This VA doctor pioneered modern heart surgery
Dr. Michael E. DeBakey was one of the most influential and innovative heart doctors in the United States. The man whom the Journal of the American Medical Association once called "the greatest surgeon ever" lived to be 99 years old. In that time, he served his country, saved tens of thousands of lives (including his own), and completely revolutionized the way surgeons work on the human heart.
While a surgeon in World War II, he urged that doctors be moved from hospitals to the front, where medics were usually the only aid available. He created what would become known in the Korean War as the Mobile Army Surgical Hospital (or "MASH") unit. The Army awarded him the Legion of Merit for this innovation.
"Here's to ya, doc."
DeBakey developed medical programs to care for returning veterans. President Truman asked him to transfer the Houston Navy Hospital to the VA. That hospital, still named after DeBakey, was Baylor University's first affiliate and first surgical residency program.
The doctor invented many heart-related surgical devices, including the roller pump, which he invented while still in medical school. That pump became the centerpiece of the heart-lung machine, which takes over the functions of the heart and lungs during surgery by supplying oxygenated blood to the brain. Dr. DeBakey's other surgical innovations, like grafting, bypasses, and the use of mechanical assistance devices are now common practice.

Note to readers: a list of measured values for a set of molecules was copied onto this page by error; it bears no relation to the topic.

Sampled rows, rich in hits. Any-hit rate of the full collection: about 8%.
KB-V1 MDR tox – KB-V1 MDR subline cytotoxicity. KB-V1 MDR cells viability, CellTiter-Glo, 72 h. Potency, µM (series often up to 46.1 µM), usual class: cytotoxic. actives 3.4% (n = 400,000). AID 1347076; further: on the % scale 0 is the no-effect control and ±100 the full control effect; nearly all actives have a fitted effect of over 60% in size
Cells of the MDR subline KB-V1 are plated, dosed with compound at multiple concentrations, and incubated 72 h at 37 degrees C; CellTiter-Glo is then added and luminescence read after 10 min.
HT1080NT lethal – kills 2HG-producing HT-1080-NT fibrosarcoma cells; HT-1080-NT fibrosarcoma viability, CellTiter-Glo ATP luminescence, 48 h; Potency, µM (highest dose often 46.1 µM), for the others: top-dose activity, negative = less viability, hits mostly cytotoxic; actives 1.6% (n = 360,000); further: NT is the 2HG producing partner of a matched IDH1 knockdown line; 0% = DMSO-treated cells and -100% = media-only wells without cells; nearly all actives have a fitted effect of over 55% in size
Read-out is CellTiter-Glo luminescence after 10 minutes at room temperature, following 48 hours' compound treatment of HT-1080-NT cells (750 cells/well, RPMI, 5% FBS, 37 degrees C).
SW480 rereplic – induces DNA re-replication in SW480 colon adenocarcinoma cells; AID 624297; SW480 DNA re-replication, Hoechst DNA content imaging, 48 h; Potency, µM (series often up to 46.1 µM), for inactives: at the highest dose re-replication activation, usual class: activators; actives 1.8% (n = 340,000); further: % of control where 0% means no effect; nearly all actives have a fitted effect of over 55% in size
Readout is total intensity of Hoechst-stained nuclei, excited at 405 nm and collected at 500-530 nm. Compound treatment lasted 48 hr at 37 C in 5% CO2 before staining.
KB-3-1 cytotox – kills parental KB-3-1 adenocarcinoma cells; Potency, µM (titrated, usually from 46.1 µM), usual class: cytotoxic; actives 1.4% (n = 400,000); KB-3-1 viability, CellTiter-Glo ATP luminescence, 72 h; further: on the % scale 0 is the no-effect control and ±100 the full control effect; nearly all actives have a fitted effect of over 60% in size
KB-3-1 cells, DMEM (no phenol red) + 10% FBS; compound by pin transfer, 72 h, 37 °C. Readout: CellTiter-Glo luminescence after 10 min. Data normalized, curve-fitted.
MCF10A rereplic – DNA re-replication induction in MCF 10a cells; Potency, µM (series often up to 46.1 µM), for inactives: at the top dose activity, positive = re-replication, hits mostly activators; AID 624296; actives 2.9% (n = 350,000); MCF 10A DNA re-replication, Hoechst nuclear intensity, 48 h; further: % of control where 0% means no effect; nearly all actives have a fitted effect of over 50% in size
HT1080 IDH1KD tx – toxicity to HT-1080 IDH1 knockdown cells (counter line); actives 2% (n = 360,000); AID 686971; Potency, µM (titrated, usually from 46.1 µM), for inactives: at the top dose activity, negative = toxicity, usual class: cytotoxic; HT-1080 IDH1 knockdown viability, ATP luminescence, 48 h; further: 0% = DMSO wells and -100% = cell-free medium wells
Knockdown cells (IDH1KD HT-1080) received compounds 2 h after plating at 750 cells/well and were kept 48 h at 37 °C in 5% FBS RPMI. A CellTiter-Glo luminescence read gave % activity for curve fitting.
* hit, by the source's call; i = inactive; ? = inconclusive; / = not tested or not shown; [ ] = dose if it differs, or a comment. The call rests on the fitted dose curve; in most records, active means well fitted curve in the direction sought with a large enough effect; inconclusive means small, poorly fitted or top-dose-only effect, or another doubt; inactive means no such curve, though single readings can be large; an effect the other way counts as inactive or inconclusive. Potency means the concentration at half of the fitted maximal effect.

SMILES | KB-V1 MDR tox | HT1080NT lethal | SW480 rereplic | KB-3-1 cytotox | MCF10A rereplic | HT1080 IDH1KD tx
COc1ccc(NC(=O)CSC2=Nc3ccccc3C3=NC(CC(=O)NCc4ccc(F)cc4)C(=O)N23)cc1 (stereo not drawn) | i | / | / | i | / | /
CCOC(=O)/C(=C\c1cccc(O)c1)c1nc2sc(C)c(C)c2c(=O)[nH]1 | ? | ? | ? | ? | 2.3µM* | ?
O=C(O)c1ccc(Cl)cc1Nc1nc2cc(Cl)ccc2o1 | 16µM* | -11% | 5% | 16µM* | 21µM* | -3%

The Original Operator.
He also was the first to make the link between smoking cigarettes and lung cancer. The idea that inhaling smoke may hurt one's lungs may seem like an obvious one to us today, when DeBakey and Dr. Alton Ochsner made the connection in 1939, their work was ridiculed by the medical community. The Surgeon General officially documented it in 1964.
Conventional practitioners also ridiculed DeBakey's idea about using Dacron (polyester) grafts to repair damaged arteries, a procedure that was used to save his life in 2006 when he had a torn aorta.
In 1969, President Johnson awarded Dr. DeBakey the Presidential Medal of Freedom, the highest honor given a United States citizen. In 1987, President Ronald Reagan awarded him the National Medal of Science. In 2008, he received the Congressional Gold Medal, Congress's highest civilian honor, in a ceremony attended by President Bush. He died in 2008 and was granted ground burial in Arlington National Cemetery by the Secretary of the Army.
Dr. Michael E. DeBakey was the heart surgeon for the last Shah of Iran, of King Edward VIII of England, Marlene Dietrich, Joe Louis, and Presidents Johnson and Nixon. More than that, he was the surgeon who cared about saving the lives of regular troops. In combat he reformed the way the Army manages casualty care, and as a civilian he reformed the way America takes care of its veterans.